This week, in addition to bribing CAFTA into existence, the Bush Administration has also been negotiating the expansion of NAFTA to Colombia, Peru, Ecuador, and Bolivia through the Andean Free Trade Agreement (AFTA -- it, too, rhymes with NAFTA.) AFTA negotiations have stumbled over crucial chapters on agriculture and intellectual property. They have also been difficult to continue amidst the popular overthrow of governments in Ecuador and Bolivia in the midst of negotiations. A recent round of negotiations in Miami this month ended inconclusively. But most governments have been waiting to see if CAFTA was going to be approved by the US Congress. Now that the margin was so razor-thin, negotiators will likely take the hint that "free-trade" agreements under the same model are highly unpopular with the US public.
Day of Reckoning
Now that the fight is over, we pass into the stage of reward and retribution. We can, and must, display the political power to not walk of the playing field now, but to spend the extra effort necessary to back up our elected officials when they fought for us, and punish those who sold out their constituents' interests by voting them out of office.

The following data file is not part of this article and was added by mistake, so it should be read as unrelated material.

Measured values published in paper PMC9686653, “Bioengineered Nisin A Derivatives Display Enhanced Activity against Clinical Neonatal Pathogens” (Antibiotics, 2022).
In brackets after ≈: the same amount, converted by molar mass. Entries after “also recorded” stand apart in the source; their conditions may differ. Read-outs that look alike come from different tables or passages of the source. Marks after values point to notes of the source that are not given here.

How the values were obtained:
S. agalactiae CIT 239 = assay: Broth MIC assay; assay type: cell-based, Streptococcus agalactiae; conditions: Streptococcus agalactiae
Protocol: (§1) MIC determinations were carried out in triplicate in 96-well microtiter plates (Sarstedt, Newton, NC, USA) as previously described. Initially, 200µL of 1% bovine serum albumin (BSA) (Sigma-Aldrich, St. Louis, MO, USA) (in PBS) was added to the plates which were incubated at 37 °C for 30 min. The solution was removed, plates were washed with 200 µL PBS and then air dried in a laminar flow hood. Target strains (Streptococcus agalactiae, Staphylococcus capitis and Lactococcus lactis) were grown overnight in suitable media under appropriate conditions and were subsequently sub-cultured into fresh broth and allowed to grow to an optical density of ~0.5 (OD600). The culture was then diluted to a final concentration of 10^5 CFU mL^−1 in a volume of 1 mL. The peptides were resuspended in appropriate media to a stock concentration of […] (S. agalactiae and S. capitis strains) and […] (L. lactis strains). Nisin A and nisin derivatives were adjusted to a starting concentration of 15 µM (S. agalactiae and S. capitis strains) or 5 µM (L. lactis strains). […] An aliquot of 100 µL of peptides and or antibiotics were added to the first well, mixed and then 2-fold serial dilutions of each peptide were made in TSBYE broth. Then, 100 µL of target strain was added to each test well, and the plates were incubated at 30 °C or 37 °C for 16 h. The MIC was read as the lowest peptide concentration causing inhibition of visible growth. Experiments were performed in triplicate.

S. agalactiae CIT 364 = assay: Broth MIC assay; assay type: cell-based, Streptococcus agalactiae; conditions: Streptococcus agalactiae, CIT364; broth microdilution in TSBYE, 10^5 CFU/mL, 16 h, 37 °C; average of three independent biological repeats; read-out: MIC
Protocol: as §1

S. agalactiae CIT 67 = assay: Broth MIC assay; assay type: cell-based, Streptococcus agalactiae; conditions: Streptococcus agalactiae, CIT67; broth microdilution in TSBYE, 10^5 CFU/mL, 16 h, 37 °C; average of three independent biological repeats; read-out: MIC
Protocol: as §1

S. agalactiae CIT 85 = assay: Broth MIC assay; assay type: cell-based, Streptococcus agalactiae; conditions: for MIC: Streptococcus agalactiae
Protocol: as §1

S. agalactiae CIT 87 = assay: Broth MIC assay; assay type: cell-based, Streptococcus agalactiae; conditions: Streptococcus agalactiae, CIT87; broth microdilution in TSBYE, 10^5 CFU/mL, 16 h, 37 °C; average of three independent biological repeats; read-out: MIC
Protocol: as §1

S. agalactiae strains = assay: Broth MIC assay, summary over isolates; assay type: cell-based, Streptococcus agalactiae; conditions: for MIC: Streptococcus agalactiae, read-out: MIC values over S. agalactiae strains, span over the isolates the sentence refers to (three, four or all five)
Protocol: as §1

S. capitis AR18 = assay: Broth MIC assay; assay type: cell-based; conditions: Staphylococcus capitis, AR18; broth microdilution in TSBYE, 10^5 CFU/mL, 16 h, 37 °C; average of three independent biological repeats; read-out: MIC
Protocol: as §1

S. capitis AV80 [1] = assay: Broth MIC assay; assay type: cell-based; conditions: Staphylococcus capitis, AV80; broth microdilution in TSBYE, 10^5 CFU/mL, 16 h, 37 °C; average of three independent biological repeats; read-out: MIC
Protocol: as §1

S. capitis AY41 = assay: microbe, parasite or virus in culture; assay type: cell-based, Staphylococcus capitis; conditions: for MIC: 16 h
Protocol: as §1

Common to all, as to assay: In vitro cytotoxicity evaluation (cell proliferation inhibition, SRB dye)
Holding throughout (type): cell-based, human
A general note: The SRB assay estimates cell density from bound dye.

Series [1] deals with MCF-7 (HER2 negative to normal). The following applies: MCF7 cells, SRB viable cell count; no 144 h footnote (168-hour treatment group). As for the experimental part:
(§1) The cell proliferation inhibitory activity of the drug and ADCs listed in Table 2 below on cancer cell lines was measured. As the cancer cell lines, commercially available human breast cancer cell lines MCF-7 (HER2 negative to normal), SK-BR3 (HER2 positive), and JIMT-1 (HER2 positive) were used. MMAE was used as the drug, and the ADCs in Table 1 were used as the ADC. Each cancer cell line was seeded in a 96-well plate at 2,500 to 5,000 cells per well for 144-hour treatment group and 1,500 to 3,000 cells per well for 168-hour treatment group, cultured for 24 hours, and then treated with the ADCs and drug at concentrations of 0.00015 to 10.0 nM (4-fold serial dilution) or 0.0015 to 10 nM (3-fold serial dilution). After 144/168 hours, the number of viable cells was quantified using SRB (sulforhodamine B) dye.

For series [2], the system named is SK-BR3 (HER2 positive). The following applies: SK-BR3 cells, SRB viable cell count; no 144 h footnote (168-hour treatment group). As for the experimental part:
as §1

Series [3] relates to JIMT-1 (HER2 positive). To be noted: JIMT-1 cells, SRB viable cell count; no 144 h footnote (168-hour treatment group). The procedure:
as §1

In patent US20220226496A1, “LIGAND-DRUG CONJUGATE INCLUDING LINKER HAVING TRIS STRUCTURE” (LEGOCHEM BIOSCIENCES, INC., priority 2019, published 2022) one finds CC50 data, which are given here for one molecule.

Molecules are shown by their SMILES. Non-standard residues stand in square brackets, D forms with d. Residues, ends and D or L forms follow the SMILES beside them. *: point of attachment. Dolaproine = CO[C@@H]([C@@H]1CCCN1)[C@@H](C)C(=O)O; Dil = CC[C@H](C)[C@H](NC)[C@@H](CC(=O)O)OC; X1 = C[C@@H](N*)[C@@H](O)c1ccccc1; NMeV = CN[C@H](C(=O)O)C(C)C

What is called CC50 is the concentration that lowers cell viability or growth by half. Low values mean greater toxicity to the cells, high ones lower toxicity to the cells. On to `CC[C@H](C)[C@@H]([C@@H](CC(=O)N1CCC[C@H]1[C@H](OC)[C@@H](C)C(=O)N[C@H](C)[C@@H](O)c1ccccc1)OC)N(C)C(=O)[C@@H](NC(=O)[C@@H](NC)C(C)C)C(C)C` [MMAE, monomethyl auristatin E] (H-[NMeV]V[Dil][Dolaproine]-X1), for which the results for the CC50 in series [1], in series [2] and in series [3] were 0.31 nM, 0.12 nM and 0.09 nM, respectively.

This may be difficult during the week when the labor movement has experienced its biggest split in 50 years. It should not go unnoticed that Bush picked the moment when the labor movement, those in the US who will be most clearly affected by CAFTA, was fighting each other as much as fighting against CAFTA, notwithstanding the Herculean efforts of the rank and file -- and the AFL's trade program -- to organize hard to against the bill.
Where To Go From Here
There are two main agenda items for the next few days. The first is to call your legislator and reward or punish them for your vote. Let them know about the deep knot in your gut from witnessing the CAFTA defeat, and the emptiness on the tables of many workers that will follow. Check out the link above to find out how your legislator voted, and call the switchboard 866-340-9281 or 877-762-8762 with your response.